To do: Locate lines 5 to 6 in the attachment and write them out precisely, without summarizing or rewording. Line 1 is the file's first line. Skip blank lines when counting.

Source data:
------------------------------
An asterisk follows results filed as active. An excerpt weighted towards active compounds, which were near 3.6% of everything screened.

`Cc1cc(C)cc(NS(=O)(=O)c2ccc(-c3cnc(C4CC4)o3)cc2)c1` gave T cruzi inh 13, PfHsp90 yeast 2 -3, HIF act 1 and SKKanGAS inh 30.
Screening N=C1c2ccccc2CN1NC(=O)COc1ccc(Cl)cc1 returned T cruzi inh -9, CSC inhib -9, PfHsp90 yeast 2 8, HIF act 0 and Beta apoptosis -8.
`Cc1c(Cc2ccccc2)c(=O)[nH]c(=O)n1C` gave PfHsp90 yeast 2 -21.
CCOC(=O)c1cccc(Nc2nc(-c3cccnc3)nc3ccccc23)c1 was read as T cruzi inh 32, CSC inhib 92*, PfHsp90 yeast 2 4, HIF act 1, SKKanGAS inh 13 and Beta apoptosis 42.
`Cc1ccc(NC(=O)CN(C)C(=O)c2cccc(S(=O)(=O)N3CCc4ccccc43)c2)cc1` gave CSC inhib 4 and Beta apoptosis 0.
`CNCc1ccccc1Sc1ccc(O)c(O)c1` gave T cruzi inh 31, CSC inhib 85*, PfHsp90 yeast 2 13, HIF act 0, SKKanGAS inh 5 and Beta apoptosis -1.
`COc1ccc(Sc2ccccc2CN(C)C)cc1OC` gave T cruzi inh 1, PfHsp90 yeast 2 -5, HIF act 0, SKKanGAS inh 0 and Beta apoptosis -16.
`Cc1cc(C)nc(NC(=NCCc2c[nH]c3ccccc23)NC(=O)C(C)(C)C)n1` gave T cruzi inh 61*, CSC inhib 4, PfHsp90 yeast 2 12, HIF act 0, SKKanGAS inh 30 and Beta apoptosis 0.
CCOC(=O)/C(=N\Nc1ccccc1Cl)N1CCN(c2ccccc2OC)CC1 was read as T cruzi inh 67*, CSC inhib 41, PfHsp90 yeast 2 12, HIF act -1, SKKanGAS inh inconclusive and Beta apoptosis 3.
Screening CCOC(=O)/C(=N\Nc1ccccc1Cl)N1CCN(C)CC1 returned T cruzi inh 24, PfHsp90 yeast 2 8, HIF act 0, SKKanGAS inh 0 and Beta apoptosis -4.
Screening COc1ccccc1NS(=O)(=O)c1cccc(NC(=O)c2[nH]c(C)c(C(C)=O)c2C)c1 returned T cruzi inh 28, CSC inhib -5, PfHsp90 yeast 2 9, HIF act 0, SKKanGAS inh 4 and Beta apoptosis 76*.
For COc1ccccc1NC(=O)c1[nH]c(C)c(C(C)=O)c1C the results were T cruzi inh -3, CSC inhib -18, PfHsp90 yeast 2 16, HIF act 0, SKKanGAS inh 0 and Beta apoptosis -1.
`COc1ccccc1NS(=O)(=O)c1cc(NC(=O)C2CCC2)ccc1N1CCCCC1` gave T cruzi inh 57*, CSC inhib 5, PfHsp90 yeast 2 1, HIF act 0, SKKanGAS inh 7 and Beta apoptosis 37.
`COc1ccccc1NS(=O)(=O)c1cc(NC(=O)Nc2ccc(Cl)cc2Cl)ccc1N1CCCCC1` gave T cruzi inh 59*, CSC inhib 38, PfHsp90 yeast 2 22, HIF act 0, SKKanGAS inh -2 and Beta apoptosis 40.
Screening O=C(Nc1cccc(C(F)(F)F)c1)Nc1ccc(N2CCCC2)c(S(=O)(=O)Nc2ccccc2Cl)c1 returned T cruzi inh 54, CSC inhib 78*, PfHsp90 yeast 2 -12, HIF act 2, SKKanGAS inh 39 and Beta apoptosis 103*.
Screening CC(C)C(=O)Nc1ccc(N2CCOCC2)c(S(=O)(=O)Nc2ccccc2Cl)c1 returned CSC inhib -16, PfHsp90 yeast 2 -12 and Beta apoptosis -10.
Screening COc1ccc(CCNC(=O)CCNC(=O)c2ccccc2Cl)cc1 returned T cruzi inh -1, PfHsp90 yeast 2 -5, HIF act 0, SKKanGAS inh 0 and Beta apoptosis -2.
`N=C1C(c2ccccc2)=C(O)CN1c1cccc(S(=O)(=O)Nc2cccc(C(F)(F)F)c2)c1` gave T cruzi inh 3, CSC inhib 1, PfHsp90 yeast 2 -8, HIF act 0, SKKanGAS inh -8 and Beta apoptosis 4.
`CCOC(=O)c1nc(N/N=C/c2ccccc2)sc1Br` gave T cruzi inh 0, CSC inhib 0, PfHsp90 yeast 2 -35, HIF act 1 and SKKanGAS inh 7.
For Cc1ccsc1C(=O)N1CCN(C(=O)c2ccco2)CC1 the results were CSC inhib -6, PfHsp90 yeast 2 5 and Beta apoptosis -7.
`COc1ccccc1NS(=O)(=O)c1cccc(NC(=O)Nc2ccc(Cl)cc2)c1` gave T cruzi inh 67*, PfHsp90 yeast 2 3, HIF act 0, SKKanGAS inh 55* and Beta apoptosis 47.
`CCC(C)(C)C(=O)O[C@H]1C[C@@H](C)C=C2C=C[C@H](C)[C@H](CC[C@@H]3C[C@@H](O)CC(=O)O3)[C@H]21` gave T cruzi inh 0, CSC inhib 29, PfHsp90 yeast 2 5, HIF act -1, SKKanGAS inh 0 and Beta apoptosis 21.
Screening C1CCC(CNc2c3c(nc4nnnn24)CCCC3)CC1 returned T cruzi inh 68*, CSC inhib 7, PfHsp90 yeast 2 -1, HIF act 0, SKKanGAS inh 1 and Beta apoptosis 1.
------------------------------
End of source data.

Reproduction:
CCOC(=O)c1cccc(Nc2nc(-c3cccnc3)nc3ccccc23)c1 was read as T cruzi inh 32, CSC inhib 92*, PfHsp90 yeast 2 4, HIF act 1, SKKanGAS inh 13 and Beta apoptosis 42.
`Cc1ccc(NC(=O)CN(C)C(=O)c2cccc(S(=O)(=O)N3CCc4ccccc43)c2)cc1` gave CSC inhib 4 and Beta apoptosis 0.